Ages of learners
Wordle is a toy for generating "word clouds" from text that you provide. The clouds give greater prominence to words that appear more frequently in the source text. You can tweak your clouds with different fonts, layouts, and color schemes. The images you create with Wordle are yours to use however you like. You can print them out, or save them to the Wordle gallery to share with your friends.


Create unlimited word clouds.


Jack West
Verified Educator Badge

Sequoia High School

Thursday, February 23, 2012

Wordle is an excellent alternative formative assessment tool. The interface is a bit clunky, but the end product is cool and can be insightful when you have a group of students writing about the same topic. For example, I want to know how kids think we get the seasons. I ask them each to write a paragraph and then I pump a few of them into wordle. The frequency of keywords is translated into size and color. The words 'close' and 'sun' appear the largest. This give me a clue about the misconception I need to address.
Ellen Paige

ESL Teacher

Thursday, August 23, 2012

I use Wordle to illustrate my vocabulary exercises. By running an essay through Wordle, I generate a word cloud of the terms my students will be learning. This gives them an idea of the new vocabulary they will be learning. After the exercise, we revisit the Wordle cloud and go over each of the new terms they learned.
Kathleen Webber

Humanities Teacher at Union Catholic Regional High School

Thursday, August 30, 2012

My students have used Wordle to create visual book reports. I required that the students included certain words that reflected not only the characters, author, and title, but also theme, setting, mood etc. My students and I did encounter some technical difficulities, but we were able to troubleshoot with the help of our IT faculty member. My students needed to make sure that they had the most recent version of Java for the program to work. In the end, the final projects were great, and we were able to post them on our classroom website.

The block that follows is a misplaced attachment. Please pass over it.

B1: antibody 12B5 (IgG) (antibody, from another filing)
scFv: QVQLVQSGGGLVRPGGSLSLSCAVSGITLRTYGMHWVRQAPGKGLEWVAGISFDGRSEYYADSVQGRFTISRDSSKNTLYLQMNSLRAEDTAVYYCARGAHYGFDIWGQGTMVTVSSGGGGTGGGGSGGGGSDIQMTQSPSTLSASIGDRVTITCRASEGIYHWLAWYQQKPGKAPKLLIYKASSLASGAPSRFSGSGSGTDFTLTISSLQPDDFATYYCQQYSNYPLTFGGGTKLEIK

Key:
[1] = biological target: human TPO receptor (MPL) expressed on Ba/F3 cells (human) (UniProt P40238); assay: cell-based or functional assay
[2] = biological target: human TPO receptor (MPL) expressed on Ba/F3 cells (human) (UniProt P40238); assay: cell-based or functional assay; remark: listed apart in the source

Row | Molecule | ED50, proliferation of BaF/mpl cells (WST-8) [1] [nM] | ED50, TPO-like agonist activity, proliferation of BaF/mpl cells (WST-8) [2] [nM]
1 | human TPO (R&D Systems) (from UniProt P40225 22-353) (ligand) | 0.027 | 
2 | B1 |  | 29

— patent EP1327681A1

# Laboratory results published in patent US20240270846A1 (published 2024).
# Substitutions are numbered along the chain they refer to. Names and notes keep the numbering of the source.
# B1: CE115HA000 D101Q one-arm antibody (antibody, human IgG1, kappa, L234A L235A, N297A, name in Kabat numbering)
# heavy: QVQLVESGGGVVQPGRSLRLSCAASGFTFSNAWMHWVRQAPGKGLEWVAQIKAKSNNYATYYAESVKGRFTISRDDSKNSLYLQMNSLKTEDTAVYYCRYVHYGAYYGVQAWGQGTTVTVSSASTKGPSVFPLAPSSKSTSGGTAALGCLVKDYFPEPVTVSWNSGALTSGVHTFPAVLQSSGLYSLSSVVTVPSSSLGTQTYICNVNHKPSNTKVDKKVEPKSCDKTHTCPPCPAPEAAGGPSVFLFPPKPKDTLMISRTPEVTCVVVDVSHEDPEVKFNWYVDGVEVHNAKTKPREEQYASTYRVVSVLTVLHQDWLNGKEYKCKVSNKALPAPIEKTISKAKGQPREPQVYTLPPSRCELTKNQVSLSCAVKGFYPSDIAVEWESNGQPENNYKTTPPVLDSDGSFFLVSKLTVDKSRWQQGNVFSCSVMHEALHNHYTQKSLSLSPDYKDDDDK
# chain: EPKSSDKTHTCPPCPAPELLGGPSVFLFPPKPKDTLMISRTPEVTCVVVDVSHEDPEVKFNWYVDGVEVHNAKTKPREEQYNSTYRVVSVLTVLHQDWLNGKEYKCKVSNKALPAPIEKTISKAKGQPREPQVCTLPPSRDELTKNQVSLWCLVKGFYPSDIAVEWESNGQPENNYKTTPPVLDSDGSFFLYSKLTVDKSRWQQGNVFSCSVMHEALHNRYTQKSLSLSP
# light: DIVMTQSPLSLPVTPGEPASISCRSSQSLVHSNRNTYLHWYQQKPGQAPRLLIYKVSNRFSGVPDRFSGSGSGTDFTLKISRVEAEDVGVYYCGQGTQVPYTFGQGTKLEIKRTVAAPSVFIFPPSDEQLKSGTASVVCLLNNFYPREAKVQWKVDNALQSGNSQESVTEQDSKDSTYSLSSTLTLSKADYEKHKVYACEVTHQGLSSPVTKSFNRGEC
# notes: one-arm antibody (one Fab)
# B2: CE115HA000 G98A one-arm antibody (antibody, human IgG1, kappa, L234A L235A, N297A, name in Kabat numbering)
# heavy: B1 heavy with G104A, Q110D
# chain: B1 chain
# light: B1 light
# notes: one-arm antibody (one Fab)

Anneda Nettleton

Middle school Language Arts Teacher at Science Hill Independent School

Thursday, August 30, 2012

Wordle is a creative way to help students in noticing how redundant they are using in their word choice. The program allows users to copy/paste text into the web site. After that, an image is generated based on the words contained in the passage. Words that are used the most frequently are larger than those that appear less frequently. As an English teacher, I like this program because it allows students to revise their word choice, based on their findings.
Julie Pickar

Early Childhood Ed Teacher and Freelance Copy Editor

Thursday, August 30, 2012

Wordle is a tool that makes an illustration, or "word cloud", out of any text. You can type in text into Wordle, or you can copy and paste it in, which is much faster.

I use Wordle in my second grade class to make illustrations out of our spelling words. I ask my students to type their spelling words into Wordle using the classroom computer rather than copying and pasting because they will learn them this way. My students love the end result, and we are able to make a class collage of spelling words!
Maria Hatzisavvas

Saturday, September 01, 2012

Using Wordie with students learning English as a second language is a great time saver. First of all its a great way to get students to learn vocabulary and spelling. It intrigues them because it something they are simple not used to. With younger children they can simply type in words that they are learning (a fun process in itself) and randomize the output.

With teenagers, I found that inputing the lyrics of their favorite song will quite oftenly produce more lyrics. I have also asked students to rewrite a piece of text with the words from the cloud. It was very helpful.